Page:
In a year that began with a deadly insurrection at the US Capitol, American lawmakers have seen a sharp rise in the number of threats against them, and fears are mounting that such a trend will continue, The Guardian said in a recent report.
After Republican congressman Paul Gosar shared an altered anime video that depicts him killing Democratic congresswoman Alexandria Ocasio-Cortez and attacking US President Joe Biden weeks ago, all but three Republican members voted against censuring him and stripping him of his committee assignments, the report said.
“The Gosar incident served as the latest data point in an alarming trend in American politics,” it said, noting that Republicans’ muted response to Gosar’s behaviour has intensified fears about the possibility of more political violence in the US in the months to come, Xinhua news agency reported.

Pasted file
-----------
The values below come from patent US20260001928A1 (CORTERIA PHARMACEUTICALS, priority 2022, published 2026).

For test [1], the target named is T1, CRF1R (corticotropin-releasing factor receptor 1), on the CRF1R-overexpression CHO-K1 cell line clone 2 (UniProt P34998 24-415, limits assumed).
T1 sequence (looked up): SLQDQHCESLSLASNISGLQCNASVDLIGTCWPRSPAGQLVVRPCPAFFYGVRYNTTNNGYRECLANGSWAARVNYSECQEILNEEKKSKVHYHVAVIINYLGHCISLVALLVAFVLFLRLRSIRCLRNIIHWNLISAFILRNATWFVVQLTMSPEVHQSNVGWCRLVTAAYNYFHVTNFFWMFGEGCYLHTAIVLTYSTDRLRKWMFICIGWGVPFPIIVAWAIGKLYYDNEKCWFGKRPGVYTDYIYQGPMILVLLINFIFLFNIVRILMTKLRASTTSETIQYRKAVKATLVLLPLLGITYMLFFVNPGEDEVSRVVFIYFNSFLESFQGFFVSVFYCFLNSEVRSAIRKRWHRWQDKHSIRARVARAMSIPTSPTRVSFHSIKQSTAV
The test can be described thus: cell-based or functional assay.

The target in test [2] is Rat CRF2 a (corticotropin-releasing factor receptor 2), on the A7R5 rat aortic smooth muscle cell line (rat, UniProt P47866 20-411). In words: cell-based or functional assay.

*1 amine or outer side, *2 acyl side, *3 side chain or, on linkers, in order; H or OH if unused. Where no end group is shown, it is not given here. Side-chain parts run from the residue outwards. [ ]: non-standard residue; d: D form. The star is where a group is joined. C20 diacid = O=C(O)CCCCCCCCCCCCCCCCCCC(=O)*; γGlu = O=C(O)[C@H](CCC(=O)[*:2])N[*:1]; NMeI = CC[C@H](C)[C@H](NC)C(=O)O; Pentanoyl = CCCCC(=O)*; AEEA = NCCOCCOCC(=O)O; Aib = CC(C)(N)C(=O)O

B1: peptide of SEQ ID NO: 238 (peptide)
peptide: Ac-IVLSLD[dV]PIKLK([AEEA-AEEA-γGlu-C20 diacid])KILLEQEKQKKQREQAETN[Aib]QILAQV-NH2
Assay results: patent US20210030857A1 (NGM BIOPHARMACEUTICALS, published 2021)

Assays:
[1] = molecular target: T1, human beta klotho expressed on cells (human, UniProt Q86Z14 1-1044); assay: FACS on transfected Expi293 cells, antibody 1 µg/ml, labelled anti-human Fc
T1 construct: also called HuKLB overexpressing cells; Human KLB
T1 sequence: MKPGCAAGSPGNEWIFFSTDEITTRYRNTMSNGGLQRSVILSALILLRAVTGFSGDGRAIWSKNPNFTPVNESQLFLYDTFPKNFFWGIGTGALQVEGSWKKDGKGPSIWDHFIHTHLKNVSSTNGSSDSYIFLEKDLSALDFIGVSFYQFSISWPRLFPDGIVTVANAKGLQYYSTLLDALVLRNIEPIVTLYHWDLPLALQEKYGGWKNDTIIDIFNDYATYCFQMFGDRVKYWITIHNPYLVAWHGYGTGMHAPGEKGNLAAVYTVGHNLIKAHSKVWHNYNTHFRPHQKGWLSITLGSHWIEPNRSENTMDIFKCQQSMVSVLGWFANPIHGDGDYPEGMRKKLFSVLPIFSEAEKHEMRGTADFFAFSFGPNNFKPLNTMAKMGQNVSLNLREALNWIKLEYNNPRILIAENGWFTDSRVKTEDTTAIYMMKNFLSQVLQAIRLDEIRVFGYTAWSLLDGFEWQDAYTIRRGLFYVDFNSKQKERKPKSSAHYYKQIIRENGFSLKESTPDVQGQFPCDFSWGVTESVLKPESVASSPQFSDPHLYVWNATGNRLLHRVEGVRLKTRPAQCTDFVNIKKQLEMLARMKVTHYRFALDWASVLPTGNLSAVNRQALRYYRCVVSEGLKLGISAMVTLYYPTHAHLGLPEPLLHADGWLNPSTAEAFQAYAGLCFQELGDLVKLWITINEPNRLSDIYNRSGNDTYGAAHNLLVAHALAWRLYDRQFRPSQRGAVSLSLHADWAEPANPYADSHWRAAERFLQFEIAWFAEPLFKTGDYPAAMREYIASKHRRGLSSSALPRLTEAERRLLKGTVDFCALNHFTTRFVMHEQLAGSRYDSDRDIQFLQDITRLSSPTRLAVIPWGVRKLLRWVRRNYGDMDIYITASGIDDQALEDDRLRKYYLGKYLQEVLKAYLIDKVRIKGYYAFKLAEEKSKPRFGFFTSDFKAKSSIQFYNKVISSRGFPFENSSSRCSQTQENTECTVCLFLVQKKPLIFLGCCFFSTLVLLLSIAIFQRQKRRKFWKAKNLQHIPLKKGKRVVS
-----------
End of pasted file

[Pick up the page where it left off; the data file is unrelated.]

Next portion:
That cycle is already playing out in the halls of Congress, it said, citing an earlier report this year by the US Capitol Police (USCP) which saw a 107 per cent increase in threats against members of Congress compared with 2020.
The USCP chief Tom Manger was quoted as saying that he “expects the total number of threats against members to surpass 9,000 this year,” compared with 3,939 such threats in 2017.
Some of those threats have been on vivid display lately, with 13 House Republicans who voted in support of the bipartisan infrastructure bill in early November receiving threatening messages, it noted.